In Morgan, the plaintiff, Abner J. Morgan, Jr., argued that the continuing violation doctrine had a statutory basis derived from the term "practice" in Title VII, which according to the plaintiff connoted "an ongoing violation that can endure or recur over a period of time." Morgan, 536 U.S. at 110. The Supreme Court soundly rejected this argument and found that "[t]here is simply no indication that the term 'practice' converts related discrete acts into a single unlawful practice for the purposes of timely filing." Morgan, 536 U.S. at 111. Therefore, it is clear from the decision in Morgan that Plaintiff may not circumvent the applicable statute of limitations by aggregating discrete acts, even those that are related, into a single actionable "practice" or "pattern". As such, absent a hostile work environment claim, Plaintiff may not aggregate her claims.

b. Hostile Work Environment Claim

Once Plaintiff's filed a Charge of Discrimination with the EEOC, the scope of any resulting civil action must be "defined by the scope of the EEOC investigation which can reasonably be expected to grow out of the charge of discrimination." Eaddy v. Pa Dep't of Pub. Welfare, No. 04-5909, 2005 U.S. Dist. LEXIS 10851, at *5 (E.D. Pa. June 2, 2005) (citing Hicks v. ABT Associates, Inc., 572 F.2d 960, 966 (3d Cir. 1978); Ostapowicz v. Johnson Bronze Co., 541 F.2d 394, 398-399 (3d Cir. 1976)). In the present case, Plaintiff's Charge alleges that Mr. Capin "was discriminating against" Plaintiff through his "discriminatory behavior", "discriminatory treatment", and "discriminatory practices". (Doc. 47, Ex. 28 ¶¶ 11-14.) There is no mention in the Charge of a hostile work environment or harassment. As such, a hostile work environment claim could not reasonably be expected to grow out of Plaintiff's discrimination claims. See, e.g., Torriero v. Olin Corp., 684 F. Supp. 1165, 1170 (S.D.N.Y. 1988).

Alternatively, Plaintiff argues that Defendant was placed on notice of the potential hostile work environment claim during its own internal investigation. Assuming such notice would be sufficient, Plaintiff is not mentioned under the investigation notes concerning a possible hostile work environment claim. (Doc. 77, Ex. 19 at D002103.) Therefore, there is no evidence from which the Court could conclusively determine that Defendant was on notice of Plaintiff's intentions to raise a hostile work environment claim. As such, Plaintiff's claims are limited to her allegations of disparate treatment arising out of events which occurred within the applicable statute of limitations.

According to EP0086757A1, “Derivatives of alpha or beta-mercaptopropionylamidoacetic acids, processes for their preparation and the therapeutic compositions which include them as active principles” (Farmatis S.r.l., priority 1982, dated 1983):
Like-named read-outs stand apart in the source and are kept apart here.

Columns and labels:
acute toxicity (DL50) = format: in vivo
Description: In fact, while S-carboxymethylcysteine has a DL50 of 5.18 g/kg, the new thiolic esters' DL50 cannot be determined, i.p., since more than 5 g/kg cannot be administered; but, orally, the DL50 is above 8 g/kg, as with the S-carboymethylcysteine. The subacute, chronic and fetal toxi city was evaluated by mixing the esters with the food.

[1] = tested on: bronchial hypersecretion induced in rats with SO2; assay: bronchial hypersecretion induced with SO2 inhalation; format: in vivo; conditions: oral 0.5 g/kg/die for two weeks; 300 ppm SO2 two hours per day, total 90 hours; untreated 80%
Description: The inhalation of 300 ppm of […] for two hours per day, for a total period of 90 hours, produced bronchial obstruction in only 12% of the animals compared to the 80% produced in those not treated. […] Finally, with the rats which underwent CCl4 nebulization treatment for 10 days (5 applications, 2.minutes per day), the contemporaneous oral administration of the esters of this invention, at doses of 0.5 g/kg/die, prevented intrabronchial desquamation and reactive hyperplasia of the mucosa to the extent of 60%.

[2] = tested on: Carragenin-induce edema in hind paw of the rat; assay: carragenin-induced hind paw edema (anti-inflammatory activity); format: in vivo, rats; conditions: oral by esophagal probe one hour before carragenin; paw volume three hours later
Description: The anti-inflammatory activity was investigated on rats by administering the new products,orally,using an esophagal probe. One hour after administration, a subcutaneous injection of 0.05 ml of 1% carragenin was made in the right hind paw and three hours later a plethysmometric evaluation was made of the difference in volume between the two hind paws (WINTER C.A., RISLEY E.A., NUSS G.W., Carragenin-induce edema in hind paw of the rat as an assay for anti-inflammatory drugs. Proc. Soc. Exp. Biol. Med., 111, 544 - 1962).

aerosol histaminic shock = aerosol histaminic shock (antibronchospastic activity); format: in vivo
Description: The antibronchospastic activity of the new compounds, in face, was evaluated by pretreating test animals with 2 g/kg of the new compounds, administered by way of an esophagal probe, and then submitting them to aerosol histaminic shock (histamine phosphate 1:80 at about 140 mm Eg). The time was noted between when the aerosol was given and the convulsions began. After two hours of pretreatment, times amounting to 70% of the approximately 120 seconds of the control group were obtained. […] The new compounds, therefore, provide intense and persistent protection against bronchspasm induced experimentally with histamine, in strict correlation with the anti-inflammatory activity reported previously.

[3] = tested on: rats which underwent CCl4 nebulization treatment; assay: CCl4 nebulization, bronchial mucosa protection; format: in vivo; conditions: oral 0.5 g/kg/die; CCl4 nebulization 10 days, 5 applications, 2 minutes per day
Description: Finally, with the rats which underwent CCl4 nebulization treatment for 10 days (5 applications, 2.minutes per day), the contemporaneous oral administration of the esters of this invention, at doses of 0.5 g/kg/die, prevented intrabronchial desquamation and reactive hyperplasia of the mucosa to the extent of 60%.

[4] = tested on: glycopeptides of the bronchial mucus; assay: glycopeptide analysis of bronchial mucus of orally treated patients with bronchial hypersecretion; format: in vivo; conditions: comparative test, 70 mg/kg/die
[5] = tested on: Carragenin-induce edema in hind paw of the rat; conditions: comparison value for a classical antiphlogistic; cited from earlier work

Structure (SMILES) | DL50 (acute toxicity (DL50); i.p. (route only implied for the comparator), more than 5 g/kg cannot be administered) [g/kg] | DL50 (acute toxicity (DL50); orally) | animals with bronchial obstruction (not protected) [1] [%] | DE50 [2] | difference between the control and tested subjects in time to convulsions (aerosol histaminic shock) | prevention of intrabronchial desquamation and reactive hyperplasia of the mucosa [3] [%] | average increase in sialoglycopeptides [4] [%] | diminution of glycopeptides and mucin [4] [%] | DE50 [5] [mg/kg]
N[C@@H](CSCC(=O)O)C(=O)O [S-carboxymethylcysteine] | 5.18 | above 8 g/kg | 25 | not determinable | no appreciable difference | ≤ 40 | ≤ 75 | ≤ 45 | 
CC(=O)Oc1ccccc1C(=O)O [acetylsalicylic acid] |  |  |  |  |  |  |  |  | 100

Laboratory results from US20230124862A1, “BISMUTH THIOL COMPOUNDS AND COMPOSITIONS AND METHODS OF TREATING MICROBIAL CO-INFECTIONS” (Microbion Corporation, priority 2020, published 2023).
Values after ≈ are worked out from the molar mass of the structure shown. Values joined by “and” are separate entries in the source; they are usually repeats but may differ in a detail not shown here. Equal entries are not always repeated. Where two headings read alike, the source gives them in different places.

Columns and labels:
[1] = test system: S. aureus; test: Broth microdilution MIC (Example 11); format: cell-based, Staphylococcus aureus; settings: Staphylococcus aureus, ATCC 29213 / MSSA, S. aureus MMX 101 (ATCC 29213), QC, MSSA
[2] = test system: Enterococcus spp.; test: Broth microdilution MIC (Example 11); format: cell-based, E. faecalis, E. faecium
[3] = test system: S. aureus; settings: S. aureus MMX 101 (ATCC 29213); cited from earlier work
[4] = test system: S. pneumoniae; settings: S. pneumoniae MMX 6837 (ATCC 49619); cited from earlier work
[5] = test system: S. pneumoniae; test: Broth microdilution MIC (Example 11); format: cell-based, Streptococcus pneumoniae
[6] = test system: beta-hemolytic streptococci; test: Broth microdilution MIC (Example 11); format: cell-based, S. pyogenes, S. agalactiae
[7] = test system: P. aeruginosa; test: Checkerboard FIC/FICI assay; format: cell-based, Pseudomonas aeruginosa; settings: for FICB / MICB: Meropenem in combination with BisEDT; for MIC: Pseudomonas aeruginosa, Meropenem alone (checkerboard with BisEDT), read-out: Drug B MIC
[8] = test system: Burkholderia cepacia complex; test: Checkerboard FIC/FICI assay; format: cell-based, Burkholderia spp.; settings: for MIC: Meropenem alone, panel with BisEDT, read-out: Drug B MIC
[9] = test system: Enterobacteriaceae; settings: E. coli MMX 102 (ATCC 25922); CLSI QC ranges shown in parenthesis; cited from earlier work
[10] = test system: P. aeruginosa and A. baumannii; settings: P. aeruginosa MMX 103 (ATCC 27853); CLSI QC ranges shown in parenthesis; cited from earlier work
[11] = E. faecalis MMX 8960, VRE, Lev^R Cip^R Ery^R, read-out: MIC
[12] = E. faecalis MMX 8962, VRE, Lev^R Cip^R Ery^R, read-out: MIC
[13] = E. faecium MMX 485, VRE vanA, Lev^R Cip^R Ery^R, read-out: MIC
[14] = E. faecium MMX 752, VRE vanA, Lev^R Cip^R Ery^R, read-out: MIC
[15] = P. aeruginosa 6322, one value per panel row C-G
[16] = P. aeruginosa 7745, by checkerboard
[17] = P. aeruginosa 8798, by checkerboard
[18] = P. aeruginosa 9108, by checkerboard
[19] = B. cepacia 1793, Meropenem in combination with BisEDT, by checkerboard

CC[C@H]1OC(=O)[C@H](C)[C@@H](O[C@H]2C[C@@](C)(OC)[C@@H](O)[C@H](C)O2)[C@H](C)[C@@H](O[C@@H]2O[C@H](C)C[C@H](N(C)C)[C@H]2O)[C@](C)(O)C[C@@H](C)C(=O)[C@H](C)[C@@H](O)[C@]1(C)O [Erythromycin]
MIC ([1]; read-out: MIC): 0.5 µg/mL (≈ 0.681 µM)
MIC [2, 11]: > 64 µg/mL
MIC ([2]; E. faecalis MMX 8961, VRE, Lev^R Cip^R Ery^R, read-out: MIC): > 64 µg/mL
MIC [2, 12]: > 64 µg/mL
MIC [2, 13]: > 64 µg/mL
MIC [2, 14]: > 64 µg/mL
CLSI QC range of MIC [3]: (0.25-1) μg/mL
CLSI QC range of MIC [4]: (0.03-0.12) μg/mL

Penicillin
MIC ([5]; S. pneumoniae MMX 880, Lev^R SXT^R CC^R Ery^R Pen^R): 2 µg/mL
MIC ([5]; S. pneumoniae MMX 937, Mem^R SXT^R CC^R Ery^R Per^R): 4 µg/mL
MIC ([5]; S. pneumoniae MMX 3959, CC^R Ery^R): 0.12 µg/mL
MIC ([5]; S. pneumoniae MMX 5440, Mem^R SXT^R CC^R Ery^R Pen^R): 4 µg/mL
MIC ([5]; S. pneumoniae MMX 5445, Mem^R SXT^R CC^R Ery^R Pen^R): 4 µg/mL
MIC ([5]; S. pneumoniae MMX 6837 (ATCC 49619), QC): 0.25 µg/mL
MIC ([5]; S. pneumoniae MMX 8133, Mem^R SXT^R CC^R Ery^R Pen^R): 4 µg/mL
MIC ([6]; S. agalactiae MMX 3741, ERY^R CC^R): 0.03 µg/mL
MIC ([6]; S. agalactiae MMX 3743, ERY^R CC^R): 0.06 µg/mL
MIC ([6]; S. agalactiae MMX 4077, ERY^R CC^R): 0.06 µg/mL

The only timely allegations raised by Plaintiff are that: (1) during the spring of 2002, Mr. Capin refused to allow Tracy Zullo to join the Ostrowski team; (2) in March 2002, Mr. Capin edited Ms. Ostrowski's advertisement submissions; (3) during 2001 and 2002, Mr. Kish favored the distribution of accounts to male Financial Advisors; (4)Mr. Buchler called Plaintiff a "fucking bitch" on at least five occasions; and (5) in May 2003, Mr. Capin made an obscene hand gesture at Ms. Ostrowski. Therefore, I will grant Defendant's motion for summary judgment with regard to all other claims raised by Plaintiff on the ground that they are untimely filed.

2. Disparate Treatment

One manner in which an employer violates Title VII is where it engages in the practice of singling out a member of a protected group for treatment less favorable than that received by other similarly situated individuals on the basis of an impermissible criterion. EEOC v. Metal Serv. Co., 892 F.2d 341, 347 (3d Cir. 1990)(citing Int'l Bhd. of Teamsters v. United States, 431 U.S. 324, 335 n.15 (1977)). In such cases of disparate treatment, proof of discriminatory intent is critical; "liability depends on whether the [impermissible criterion] actually motivated the employer's decision." Reeves v. Sanderson Plumbing Prods., Inc., 530 U.S. 133, 141 (2000) (quoting Hazen Paper Co. v. Biggins, 507 U.S. 604, 610 (1993)) (internal quotations omitted). Due to the invidious nature of discriminatory conduct, perpetrators rarely provide plaintiffs with direct evidence of discriminatory intent. See Metal Serv. Co., 892 F.2d at 347 n.6. Consequently, Plaintiff may sustain a Title VII claim by presenting either direct or circumstantial evidence of intent. See Weldon v. Kraft, Inc., 896 F.2d 793, 796 (3d Cir. 1990). In the absence of direct evidence, Plaintiff must resort to the burden-shifting framework set forth in McDonnell Douglas Corp. v Green, 411 U.S. 792 (1973),to establish intent. Weldon, 896 F.2d at 796-97. However, in the rare instance where direct evidence of discriminatory intent is available, the case is analyzed under the mixed-motive framework set forth in the seminal case of Price Waterhouse v. Hopkins, 490 U.S. 228 (1989).